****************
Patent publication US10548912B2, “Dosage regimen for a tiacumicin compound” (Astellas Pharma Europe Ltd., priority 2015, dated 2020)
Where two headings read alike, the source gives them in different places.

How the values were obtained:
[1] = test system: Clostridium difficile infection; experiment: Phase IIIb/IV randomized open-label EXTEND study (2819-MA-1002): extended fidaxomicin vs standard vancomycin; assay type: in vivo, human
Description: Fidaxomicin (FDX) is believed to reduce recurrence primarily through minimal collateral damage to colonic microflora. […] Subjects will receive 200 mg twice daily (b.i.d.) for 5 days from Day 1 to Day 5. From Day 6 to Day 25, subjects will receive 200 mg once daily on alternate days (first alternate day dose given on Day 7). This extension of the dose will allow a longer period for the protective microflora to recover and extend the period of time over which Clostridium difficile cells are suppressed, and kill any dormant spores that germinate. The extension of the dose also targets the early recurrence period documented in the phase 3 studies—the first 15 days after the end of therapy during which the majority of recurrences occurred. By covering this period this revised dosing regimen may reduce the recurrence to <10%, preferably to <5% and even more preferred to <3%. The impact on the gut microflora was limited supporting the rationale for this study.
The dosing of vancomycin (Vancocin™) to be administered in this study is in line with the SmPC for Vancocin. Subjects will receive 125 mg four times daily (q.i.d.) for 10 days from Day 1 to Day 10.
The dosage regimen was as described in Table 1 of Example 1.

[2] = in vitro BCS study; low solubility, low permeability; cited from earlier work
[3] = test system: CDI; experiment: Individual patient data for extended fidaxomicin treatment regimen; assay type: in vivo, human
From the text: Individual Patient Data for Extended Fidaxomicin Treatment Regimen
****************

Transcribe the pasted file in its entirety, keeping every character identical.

Patent publication US10548912B2, “Dosage regimen for a tiacumicin compound” (Astellas Pharma Europe Ltd., priority 2015, dated 2020)
Where two headings read alike, the source gives them in different places.

How the values were obtained:
[1] = test system: Clostridium difficile infection; experiment: Phase IIIb/IV randomized open-label EXTEND study (2819-MA-1002): extended fidaxomicin vs standard vancomycin; assay type: in vivo, human
Description: Fidaxomicin (FDX) is believed to reduce recurrence primarily through minimal collateral damage to colonic microflora. […] Subjects will receive 200 mg twice daily (b.i.d.) for 5 days from Day 1 to Day 5. From Day 6 to Day 25, subjects will receive 200 mg once daily on alternate days (first alternate day dose given on Day 7). This extension of the dose will allow a longer period for the protective microflora to recover and extend the period of time over which Clostridium difficile cells are suppressed, and kill any dormant spores that germinate. The extension of the dose also targets the early recurrence period documented in the phase 3 studies—the first 15 days after the end of therapy during which the majority of recurrences occurred. By covering this period this revised dosing regimen may reduce the recurrence to <10%, preferably to <5% and even more preferred to <3%. The impact on the gut microflora was limited supporting the rationale for this study.
The dosing of vancomycin (Vancocin™) to be administered in this study is in line with the SmPC for Vancocin. Subjects will receive 125 mg four times daily (q.i.d.) for 10 days from Day 1 to Day 10.
The dosage regimen was as described in Table 1 of Example 1.

[2] = in vitro BCS study; low solubility, low permeability; cited from earlier work
[3] = test system: CDI; experiment: Individual patient data for extended fidaxomicin treatment regimen; assay type: in vivo, human
From the text: Individual Patient Data for Extended Fidaxomicin Treatment Regimen